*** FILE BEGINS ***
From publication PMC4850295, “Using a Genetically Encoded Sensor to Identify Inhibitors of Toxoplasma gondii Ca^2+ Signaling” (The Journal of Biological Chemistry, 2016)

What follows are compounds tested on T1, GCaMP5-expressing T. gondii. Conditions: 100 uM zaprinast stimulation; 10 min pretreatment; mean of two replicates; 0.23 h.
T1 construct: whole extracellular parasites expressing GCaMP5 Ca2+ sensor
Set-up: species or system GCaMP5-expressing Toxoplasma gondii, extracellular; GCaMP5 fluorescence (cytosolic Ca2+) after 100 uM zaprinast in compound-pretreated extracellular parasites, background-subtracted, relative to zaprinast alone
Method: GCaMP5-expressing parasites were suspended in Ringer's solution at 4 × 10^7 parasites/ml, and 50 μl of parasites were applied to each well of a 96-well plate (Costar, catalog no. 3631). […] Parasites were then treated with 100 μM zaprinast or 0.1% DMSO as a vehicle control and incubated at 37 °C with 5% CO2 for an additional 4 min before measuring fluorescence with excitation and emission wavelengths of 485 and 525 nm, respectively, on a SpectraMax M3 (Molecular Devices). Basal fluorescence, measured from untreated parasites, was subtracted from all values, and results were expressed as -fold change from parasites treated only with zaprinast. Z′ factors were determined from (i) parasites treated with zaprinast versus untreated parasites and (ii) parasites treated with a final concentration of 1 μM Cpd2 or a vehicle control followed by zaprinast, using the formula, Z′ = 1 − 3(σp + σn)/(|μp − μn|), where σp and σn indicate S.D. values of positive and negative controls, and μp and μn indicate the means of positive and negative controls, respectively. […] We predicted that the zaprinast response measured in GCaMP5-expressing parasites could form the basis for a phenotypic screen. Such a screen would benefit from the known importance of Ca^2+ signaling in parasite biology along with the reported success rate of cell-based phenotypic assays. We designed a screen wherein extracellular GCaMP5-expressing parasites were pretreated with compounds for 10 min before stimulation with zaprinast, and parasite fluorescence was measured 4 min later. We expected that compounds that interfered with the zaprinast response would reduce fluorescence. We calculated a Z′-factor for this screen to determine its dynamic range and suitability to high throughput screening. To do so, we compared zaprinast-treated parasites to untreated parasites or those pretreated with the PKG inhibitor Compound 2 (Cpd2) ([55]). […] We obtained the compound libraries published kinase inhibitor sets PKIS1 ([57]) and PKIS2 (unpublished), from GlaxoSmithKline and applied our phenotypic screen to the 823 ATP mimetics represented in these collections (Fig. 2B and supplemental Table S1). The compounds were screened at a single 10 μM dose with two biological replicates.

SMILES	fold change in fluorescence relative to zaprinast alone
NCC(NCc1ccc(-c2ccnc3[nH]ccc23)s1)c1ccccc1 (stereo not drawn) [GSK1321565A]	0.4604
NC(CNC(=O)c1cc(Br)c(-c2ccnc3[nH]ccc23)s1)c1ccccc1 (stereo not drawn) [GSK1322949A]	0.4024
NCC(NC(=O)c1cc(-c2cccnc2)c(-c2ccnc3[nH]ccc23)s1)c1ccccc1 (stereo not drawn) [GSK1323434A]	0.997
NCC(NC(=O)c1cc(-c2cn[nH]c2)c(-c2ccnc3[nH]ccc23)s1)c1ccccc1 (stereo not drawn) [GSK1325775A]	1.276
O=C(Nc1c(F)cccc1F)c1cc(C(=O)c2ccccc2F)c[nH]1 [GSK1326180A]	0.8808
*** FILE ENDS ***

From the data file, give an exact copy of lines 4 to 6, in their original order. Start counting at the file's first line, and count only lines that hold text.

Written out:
Set-up: species or system GCaMP5-expressing Toxoplasma gondii, extracellular; GCaMP5 fluorescence (cytosolic Ca2+) after 100 uM zaprinast in compound-pretreated extracellular parasites, background-subtracted, relative to zaprinast alone
Method: GCaMP5-expressing parasites were suspended in Ringer's solution at 4 × 10^7 parasites/ml, and 50 μl of parasites were applied to each well of a 96-well plate (Costar, catalog no. 3631). […] Parasites were then treated with 100 μM zaprinast or 0.1% DMSO as a vehicle control and incubated at 37 °C with 5% CO2 for an additional 4 min before measuring fluorescence with excitation and emission wavelengths of 485 and 525 nm, respectively, on a SpectraMax M3 (Molecular Devices). Basal fluorescence, measured from untreated parasites, was subtracted from all values, and results were expressed as -fold change from parasites treated only with zaprinast. Z′ factors were determined from (i) parasites treated with zaprinast versus untreated parasites and (ii) parasites treated with a final concentration of 1 μM Cpd2 or a vehicle control followed by zaprinast, using the formula, Z′ = 1 − 3(σp + σn)/(|μp − μn|), where σp and σn indicate S.D. values of positive and negative controls, and μp and μn indicate the means of positive and negative controls, respectively. […] We predicted that the zaprinast response measured in GCaMP5-expressing parasites could form the basis for a phenotypic screen. Such a screen would benefit from the known importance of Ca^2+ signaling in parasite biology along with the reported success rate of cell-based phenotypic assays. We designed a screen wherein extracellular GCaMP5-expressing parasites were pretreated with compounds for 10 min before stimulation with zaprinast, and parasite fluorescence was measured 4 min later. We expected that compounds that interfered with the zaprinast response would reduce fluorescence. We calculated a Z′-factor for this screen to determine its dynamic range and suitability to high throughput screening. To do so, we compared zaprinast-treated parasites to untreated parasites or those pretreated with the PKG inhibitor Compound 2 (Cpd2) ([55]). […] We obtained the compound libraries published kinase inhibitor sets PKIS1 ([57]) and PKIS2 (unpublished), from GlaxoSmithKline and applied our phenotypic screen to the 823 ATP mimetics represented in these collections (Fig. 2B and supplemental Table S1). The compounds were screened at a single 10 μM dose with two biological replicates.

SMILES	fold change in fluorescence relative to zaprinast alone